ValuAdder Business Valuation Blog

Whether you are valuing a business by yourself or engage a professional business appraiser, a business appraisal report is a typical work product you get.

Such a report does more than summarize the business valuation results – it clearly defines what business ownership interests are being valued. Importantly, it also shows the key assumptions and judgement calls made by the business appraiser.

Now, as a busy business person you may be tempted just to glance at the business valuation result, decide if it is reasonable, then file the report.

Nothing wrong with that, but there is more to be gained from a well-prepared business appraisal report. If you plan to share your business appraisal with others, it is likely they will have questions about your conclusions. On occasion, they may even challenge your business valuation results.

The reasons any business appraisal can be questioned

Business appraisal deals with the business’s future economic prospects. This necessarily requires that you make a number of assumptions. And these assumptions mean that you, or the business valuation expert you hire, make educated judgement calls in order to reach the business value conclusion.

Needless to say, the reader of your business appraisal report may disagree with some of the assumptions contained in the report.

  • Are the business sale comparables really comparative to your business?
  • How realistic is your projection of the future business income?
  • Have all the elements been considered when assessing the company risk?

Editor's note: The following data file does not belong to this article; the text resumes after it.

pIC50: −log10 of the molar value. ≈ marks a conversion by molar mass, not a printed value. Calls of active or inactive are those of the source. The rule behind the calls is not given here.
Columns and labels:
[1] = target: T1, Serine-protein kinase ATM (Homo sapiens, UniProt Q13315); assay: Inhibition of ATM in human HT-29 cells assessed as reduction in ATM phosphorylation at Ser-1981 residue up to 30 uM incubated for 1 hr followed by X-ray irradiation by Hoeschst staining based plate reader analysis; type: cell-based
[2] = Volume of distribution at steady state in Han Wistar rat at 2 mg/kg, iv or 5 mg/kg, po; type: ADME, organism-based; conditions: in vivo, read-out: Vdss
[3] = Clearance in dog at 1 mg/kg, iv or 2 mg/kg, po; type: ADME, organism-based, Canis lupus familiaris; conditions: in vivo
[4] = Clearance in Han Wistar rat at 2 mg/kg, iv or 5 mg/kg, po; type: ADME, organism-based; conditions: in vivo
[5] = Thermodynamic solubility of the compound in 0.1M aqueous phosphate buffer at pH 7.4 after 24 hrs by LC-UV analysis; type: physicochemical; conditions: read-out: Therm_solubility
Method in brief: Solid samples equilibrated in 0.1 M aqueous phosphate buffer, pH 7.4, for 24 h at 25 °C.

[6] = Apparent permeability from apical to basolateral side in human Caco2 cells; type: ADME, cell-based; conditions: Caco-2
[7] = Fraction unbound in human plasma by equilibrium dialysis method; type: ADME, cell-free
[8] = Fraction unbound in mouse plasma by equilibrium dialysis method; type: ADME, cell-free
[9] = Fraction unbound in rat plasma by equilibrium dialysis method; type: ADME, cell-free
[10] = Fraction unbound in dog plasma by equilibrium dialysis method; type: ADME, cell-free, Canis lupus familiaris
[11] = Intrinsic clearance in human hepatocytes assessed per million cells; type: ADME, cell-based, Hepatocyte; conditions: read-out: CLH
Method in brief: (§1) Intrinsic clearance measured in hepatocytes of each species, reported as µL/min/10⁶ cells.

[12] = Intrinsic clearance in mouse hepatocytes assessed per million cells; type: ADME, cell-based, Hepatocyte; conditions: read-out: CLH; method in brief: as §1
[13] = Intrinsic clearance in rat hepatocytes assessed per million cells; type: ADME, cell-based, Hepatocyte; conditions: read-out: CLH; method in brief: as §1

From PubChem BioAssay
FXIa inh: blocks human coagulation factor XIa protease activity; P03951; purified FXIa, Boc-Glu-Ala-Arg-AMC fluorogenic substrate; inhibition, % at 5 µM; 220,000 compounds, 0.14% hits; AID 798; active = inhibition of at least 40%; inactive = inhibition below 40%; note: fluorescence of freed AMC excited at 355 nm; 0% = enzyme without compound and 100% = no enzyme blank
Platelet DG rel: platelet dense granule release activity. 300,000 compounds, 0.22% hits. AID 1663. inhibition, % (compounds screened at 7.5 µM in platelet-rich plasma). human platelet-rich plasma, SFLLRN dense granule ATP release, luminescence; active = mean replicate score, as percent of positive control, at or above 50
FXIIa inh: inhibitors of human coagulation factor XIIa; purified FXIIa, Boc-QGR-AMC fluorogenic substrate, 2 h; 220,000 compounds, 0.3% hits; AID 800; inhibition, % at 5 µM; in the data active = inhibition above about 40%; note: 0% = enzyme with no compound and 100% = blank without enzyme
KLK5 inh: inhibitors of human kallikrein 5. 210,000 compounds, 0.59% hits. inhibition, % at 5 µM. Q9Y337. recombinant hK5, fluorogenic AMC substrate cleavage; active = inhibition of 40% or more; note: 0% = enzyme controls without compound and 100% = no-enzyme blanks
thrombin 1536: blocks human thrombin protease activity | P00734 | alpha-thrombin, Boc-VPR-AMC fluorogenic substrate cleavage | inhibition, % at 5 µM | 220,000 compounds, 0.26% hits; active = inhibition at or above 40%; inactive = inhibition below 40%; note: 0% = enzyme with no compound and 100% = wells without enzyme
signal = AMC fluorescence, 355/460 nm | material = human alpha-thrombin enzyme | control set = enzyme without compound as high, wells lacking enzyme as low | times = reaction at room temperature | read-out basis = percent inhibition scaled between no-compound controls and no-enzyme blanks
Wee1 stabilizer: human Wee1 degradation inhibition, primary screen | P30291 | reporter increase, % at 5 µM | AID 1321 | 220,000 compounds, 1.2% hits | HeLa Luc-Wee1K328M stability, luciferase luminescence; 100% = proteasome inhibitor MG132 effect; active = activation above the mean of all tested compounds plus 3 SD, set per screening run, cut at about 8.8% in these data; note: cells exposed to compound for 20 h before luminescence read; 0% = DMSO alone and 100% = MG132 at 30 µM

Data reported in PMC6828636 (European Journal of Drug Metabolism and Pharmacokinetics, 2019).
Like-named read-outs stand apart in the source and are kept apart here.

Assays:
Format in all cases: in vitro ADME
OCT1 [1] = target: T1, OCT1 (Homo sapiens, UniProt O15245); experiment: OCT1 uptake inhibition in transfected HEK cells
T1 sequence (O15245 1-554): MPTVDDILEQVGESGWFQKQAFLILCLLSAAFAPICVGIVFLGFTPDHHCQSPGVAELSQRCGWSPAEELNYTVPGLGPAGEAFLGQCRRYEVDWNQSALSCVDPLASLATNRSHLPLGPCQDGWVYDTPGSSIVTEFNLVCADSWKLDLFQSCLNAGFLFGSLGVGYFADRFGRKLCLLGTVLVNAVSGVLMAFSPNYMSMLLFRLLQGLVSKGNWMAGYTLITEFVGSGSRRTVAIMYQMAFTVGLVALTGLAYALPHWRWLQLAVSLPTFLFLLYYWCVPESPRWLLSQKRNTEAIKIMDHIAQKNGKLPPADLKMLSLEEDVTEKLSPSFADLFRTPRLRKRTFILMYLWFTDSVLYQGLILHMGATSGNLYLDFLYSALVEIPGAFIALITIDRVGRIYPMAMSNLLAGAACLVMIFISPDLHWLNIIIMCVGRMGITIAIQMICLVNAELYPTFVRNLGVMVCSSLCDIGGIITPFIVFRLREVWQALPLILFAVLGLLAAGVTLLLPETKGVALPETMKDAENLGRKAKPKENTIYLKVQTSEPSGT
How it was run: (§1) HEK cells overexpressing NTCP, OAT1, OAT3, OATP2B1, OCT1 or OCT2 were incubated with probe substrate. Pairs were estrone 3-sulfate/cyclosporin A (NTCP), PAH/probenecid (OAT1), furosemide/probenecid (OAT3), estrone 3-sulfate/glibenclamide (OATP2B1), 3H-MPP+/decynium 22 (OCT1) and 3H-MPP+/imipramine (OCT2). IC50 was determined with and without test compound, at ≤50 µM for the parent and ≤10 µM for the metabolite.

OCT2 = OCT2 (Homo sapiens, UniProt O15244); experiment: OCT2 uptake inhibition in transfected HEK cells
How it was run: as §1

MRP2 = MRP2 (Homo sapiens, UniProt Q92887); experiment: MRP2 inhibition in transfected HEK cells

• Why were these business valuation methods, and not others, chosen to calculate business value?

Typical business appraisal accuracy

Even the most thorough business appraisal will depend for its accuracy on some “leaps of faith” that will affect the final business valuation outcome. So two equally skilled business appraisers will likely come up with different valuation results.

How different? It is not unusual to see a difference of around 20% – 25% between professionally done business appraisals of the same company. In fact, an increasingly common practice in business appraisals is to report the result as a range of business values.

Business appraisal results are useful – if you can defend your assumptions

So if you meet with a healthy dose of skepticism when sharing your business appraisal results with others, you will appreciate why your business appraisal report contains more than just a number.

To use your business appraisal results effectively, spend a bit of time to understand and be prepared to defend the assumptions that drive your business value conclusions.